The films cold open features the main character, Manji, played by Takuya Kimura, earning his namesake as the Hundred Man Killer when his sister is kidnapped by bandits who kill her in cold blood upon her brother’s arrival, enraging him to fight until he can no longer stand. He is then given everlasting life by a witch who puts blood-worms into his body, turning him into a ronin with regenerative power equivalent to the X-Men’s Wolverine.
50 years in the future, a young girl named Rin suffers the same kind of loss of her own family and home, and she seeks the aid of the wandering Hundred Man Killer (sound familiar?) on a quest for vengeance against Anotsu Kagehisa and the Itto-Ryu bandits.
The film begins to have a serious identity problem once the proper quest begins, swinging from vibrant action madness to grounded, expositional musings that feel pulled from another one of Miike’s Jidaigeki projects, all interwoven by encounters with characters that come and go at the drop of a hat after a fight sequence, and the stakes don’t measure up when a character like Manji, despite Kimura’s acting ability conveying immense pain, is never truly at risk, in addition to never being allowed to emote apart from grieving and melancholy. It feels like two different films. Some of the characters have simply not translated well onto the screen from the source. While the lead performances are solid, particularly the actress who plays Rin here, nothing about the characters or their stories are methodological or weighty. The female performances tie this entire movie together, giving it an emotional core, and yet, the film grows exhausting after a while of hearing exclusively Sugisaki Hana as Rin deliver on emotion. As I kept hoping for more from Erika Toda’s character displaying a show stopping sense of remorse, and from Rin’s vengeful encounter, both felt abbreviated to showcase more of Manji bleeding on the ground.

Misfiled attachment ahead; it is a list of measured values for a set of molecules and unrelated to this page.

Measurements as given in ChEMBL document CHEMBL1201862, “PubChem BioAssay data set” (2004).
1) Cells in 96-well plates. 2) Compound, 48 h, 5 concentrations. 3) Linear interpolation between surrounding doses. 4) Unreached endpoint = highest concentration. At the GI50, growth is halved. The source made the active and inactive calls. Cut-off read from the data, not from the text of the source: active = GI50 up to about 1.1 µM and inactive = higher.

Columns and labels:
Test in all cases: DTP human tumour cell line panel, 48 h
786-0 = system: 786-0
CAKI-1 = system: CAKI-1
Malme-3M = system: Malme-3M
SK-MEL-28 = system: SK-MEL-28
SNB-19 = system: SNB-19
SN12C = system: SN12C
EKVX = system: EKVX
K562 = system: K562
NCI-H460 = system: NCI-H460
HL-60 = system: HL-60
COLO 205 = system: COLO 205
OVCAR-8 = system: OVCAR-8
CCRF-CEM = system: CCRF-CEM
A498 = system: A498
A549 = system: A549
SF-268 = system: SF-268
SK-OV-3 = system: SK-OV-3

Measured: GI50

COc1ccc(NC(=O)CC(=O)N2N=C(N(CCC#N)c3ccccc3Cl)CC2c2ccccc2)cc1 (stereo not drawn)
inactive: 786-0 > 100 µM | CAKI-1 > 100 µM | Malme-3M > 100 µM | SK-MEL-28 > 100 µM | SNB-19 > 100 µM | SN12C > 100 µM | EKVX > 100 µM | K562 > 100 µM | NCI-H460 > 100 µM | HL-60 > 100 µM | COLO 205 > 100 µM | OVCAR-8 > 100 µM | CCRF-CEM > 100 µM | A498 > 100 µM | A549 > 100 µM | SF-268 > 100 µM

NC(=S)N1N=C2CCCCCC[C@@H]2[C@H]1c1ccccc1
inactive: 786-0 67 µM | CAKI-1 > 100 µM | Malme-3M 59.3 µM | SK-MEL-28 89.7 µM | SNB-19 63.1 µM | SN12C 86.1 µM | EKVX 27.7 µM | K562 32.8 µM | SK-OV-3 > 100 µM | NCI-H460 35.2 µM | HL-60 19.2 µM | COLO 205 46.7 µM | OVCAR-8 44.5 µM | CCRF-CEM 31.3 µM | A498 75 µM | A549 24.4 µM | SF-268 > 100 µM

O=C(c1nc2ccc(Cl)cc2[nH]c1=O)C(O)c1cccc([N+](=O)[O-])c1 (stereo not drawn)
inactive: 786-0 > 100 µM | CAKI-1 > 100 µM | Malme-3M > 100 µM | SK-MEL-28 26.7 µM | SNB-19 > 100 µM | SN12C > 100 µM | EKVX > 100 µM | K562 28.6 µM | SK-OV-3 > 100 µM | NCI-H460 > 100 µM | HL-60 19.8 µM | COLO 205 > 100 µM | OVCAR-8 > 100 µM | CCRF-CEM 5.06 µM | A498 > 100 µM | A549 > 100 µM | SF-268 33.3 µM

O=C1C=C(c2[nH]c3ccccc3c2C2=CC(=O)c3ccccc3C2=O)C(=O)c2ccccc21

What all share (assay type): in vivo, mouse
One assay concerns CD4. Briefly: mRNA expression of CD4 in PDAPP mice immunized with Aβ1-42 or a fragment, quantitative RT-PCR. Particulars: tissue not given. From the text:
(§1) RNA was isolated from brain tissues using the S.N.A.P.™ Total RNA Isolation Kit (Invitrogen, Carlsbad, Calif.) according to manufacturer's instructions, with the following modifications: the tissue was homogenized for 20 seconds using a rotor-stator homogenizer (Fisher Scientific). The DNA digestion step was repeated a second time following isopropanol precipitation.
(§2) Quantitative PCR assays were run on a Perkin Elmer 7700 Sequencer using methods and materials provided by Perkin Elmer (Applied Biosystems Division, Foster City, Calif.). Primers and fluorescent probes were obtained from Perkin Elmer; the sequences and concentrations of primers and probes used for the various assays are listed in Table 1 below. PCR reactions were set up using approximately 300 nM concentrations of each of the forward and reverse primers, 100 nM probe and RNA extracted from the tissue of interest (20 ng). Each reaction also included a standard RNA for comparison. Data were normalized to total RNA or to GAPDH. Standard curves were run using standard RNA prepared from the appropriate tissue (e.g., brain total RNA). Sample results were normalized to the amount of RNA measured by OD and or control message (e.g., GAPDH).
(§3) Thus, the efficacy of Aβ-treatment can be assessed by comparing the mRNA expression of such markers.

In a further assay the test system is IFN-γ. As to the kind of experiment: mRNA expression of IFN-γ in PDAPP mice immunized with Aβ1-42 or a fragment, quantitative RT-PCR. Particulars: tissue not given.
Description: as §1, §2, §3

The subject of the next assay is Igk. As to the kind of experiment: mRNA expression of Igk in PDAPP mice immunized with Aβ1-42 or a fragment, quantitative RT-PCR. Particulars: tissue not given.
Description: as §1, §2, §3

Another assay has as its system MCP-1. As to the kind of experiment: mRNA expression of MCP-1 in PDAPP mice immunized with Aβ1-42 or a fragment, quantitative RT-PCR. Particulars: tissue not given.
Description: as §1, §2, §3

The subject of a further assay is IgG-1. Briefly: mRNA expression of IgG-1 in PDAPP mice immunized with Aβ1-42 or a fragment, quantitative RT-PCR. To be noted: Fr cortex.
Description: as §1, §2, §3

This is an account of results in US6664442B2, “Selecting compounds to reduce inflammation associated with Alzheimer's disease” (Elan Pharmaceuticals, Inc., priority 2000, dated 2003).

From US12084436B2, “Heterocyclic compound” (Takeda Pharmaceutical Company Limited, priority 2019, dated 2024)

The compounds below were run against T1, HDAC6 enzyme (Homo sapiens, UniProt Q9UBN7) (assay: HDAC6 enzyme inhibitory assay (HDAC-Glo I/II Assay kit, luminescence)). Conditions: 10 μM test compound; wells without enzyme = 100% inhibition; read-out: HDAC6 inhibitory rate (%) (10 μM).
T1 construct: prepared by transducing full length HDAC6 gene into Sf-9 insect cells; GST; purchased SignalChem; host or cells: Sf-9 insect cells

The members of the Itto-Ryu, specifically, are distinguished solely through colorfully elaborate costume designs, and jarringly contrast with the gritty environments, set pieces and overall tone of the film. These characters types could provide a much needed levity to this aforementioned sub-genre, but their portrayal in Blade of the Immortal with limited, specialized screen time for each, feels shallow and reminiscent of serialized storytelling, which distracts from the film’s core concepts. Omitting more of these characters to instead pull a focus on only the few, very important ones, or even better, strengthen the characterization and further distinguish the fighting style of Manji and Rin, would have been a wiser decision. The end result feels like a two and a half hour summary of an anime, as opposed to a cinematic feature.